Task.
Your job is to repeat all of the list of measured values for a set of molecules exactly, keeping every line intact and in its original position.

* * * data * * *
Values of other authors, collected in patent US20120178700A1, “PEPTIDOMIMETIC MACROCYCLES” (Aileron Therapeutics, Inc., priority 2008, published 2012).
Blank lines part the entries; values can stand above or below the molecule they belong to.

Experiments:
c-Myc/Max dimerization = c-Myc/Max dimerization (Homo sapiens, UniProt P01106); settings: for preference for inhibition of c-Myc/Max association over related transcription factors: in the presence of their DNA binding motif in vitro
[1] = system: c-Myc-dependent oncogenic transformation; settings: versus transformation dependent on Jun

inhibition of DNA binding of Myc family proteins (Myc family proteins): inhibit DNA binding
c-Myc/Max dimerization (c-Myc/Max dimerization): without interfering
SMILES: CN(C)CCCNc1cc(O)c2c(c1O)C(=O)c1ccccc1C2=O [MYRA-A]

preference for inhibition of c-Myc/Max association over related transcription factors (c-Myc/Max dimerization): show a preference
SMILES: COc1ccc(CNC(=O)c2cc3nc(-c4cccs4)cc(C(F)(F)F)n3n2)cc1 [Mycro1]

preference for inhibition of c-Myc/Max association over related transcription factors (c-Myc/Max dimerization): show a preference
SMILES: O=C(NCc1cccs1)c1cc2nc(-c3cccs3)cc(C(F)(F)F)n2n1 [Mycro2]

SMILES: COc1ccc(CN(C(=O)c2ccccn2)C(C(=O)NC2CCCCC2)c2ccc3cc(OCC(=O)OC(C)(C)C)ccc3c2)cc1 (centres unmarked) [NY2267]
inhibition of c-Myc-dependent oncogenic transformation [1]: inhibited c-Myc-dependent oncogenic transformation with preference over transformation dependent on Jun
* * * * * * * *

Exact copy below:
Values of other authors, collected in patent US20120178700A1, “PEPTIDOMIMETIC MACROCYCLES” (Aileron Therapeutics, Inc., priority 2008, published 2012).
Blank lines part the entries; values can stand above or below the molecule they belong to.

Experiments:
c-Myc/Max dimerization = c-Myc/Max dimerization (Homo sapiens, UniProt P01106); settings: for preference for inhibition of c-Myc/Max association over related transcription factors: in the presence of their DNA binding motif in vitro
[1] = system: c-Myc-dependent oncogenic transformation; settings: versus transformation dependent on Jun

inhibition of DNA binding of Myc family proteins (Myc family proteins): inhibit DNA binding
c-Myc/Max dimerization (c-Myc/Max dimerization): without interfering
SMILES: CN(C)CCCNc1cc(O)c2c(c1O)C(=O)c1ccccc1C2=O [MYRA-A]

preference for inhibition of c-Myc/Max association over related transcription factors (c-Myc/Max dimerization): show a preference
SMILES: COc1ccc(CNC(=O)c2cc3nc(-c4cccs4)cc(C(F)(F)F)n3n2)cc1 [Mycro1]

preference for inhibition of c-Myc/Max association over related transcription factors (c-Myc/Max dimerization): show a preference
SMILES: O=C(NCc1cccs1)c1cc2nc(-c3cccs3)cc(C(F)(F)F)n2n1 [Mycro2]

SMILES: COc1ccc(CN(C(=O)c2ccccn2)C(C(=O)NC2CCCCC2)c2ccc3cc(OCC(=O)OC(C)(C)C)ccc3c2)cc1 (centres unmarked) [NY2267]
inhibition of c-Myc-dependent oncogenic transformation [1]: inhibited c-Myc-dependent oncogenic transformation with preference over transformation dependent on Jun